Murder of Crows (A Novel of the Others, #2)

Murder of CrowsMurder of Crows
by Anne Bishop
Rating: ★★★★½
isbn: 9780451465269
Series: The Others #2
Publication Date: March 4, 2014
Pages: 354
Genre: Fantasy, Urban Fantasy
Publisher: ROC Hardcover


Thank god that’s over!  Let me explain:

This weekend in Melbourne we had an Indian Summer.  (For those of you not familiar with the American term:  Indian Summer: a period of unusually dry, warm weather occurring in late autumn.)  I know this only in the vaguest sense because honestly, I couldn’t freaking put the book down long enough to look outside.  Laundry didn’t get done.  DH was resoundingly ignored.  Luckily he cooks or we’d have both gone without eating.  I’m not exactly sure what I did eat, come to think of it – he put a plate in front of me and I ate whatever was on it.  I do remember chewing…  I’m sure it was delicious…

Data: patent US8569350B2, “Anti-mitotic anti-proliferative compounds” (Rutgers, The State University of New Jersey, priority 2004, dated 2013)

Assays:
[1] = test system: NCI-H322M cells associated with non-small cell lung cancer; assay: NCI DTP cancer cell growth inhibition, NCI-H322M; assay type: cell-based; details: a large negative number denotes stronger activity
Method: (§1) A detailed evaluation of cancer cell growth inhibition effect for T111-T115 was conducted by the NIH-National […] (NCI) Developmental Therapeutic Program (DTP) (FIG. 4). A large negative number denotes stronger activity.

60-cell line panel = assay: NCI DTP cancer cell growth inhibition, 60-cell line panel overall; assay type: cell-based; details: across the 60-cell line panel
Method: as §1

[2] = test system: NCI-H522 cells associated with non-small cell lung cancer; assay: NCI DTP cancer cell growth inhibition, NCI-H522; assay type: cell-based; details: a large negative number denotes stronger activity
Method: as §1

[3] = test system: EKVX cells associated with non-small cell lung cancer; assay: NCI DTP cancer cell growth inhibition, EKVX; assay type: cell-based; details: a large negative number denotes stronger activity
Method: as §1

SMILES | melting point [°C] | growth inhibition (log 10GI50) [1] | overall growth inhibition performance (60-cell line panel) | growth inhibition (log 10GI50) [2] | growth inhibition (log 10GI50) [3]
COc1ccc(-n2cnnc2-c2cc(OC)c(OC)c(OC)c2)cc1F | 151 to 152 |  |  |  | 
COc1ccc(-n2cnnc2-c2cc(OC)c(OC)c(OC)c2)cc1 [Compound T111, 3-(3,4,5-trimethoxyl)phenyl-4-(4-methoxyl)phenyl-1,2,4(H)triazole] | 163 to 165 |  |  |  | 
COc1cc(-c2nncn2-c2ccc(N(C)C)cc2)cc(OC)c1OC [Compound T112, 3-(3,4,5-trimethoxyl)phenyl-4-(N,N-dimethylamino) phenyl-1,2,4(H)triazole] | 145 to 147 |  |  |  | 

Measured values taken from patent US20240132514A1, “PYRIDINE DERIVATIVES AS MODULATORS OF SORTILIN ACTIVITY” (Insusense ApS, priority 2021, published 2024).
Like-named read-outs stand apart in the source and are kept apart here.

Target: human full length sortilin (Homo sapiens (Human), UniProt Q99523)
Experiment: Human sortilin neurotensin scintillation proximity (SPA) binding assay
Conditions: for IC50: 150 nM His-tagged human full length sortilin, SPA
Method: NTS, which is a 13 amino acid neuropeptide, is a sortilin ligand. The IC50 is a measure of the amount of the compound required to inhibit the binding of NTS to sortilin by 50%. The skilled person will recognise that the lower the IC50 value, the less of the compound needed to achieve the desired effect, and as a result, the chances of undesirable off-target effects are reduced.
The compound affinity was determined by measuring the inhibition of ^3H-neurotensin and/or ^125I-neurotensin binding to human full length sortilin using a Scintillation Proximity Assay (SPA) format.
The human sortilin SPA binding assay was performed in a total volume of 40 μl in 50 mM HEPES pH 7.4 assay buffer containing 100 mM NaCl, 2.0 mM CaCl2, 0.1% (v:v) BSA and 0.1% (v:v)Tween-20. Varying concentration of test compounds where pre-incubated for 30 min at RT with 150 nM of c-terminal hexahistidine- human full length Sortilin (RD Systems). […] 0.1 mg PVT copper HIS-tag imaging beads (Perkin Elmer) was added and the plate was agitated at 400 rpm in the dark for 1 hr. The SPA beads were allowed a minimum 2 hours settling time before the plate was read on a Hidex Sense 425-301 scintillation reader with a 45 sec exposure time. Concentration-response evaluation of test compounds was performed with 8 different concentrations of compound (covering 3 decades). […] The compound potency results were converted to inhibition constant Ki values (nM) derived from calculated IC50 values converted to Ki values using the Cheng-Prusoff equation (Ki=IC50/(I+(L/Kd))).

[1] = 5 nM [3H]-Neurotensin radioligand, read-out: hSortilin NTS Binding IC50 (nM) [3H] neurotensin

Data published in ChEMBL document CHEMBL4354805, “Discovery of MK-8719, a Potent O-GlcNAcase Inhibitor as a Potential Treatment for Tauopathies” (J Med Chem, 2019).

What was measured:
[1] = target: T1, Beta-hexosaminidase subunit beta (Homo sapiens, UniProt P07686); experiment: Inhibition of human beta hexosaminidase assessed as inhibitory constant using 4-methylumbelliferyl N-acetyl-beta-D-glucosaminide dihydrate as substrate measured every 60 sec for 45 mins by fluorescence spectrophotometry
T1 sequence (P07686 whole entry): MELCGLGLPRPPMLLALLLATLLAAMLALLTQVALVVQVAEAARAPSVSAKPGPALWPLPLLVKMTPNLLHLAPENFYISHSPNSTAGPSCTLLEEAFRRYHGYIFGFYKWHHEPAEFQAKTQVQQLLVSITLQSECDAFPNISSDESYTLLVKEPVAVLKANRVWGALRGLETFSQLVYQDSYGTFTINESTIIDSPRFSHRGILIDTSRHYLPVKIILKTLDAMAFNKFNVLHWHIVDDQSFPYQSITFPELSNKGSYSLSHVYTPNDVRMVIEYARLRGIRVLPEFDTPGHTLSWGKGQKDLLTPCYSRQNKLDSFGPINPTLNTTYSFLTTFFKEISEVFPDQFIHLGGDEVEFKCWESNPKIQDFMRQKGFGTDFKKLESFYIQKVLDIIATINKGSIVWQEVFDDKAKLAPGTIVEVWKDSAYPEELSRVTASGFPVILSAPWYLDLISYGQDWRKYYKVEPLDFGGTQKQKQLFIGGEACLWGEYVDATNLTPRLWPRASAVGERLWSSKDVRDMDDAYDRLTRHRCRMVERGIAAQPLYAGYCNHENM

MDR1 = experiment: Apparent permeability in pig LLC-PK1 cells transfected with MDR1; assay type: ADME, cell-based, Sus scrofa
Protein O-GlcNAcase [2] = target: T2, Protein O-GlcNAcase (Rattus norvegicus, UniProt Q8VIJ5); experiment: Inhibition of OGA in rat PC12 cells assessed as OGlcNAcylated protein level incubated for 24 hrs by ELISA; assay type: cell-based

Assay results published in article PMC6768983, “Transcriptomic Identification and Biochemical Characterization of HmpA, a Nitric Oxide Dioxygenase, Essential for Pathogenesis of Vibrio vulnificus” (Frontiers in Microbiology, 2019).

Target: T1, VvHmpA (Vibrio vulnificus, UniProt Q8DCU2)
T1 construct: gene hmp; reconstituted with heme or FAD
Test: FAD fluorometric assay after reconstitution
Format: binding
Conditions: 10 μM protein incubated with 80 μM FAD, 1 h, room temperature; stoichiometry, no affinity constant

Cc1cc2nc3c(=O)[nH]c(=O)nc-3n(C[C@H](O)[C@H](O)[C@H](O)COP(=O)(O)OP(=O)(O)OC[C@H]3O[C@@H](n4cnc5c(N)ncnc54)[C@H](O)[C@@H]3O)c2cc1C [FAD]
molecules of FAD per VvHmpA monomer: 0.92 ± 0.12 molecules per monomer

Thankfully books like this only come around a couple of times a year.  The compulsive need to keep reading is, I think, something that’s best enjoyed in small doses.

Murder of Crows was just as good as Written in Red.  Tess and the Elementals are still my favourites, and I still enjoyed the swift and devastating justice that is consistently delivered by the Others.  That sounds blood-thirsty doesn’t it?  But the world Ms. Bishop has created is a very black and white world in terms of morality.  The Others control all the land, all the resources, and where humans are allowed to live and how much of any resource can be used.  Clear cut rules exist for other/human interaction, (although the Others prefer no interaction at all).  Following the rules brings peace, or at least detente.  Breaking the rules means death.  No warnings, just death.

Meg is what happens when you introduce gray to this black and white world.  Human, but not prey, she doesn’t judge and treats everyone, Other or Human, with kindness.  This book starts to explore just what kind of changes are possible when one person/other, and then another, and another choose shades of gray.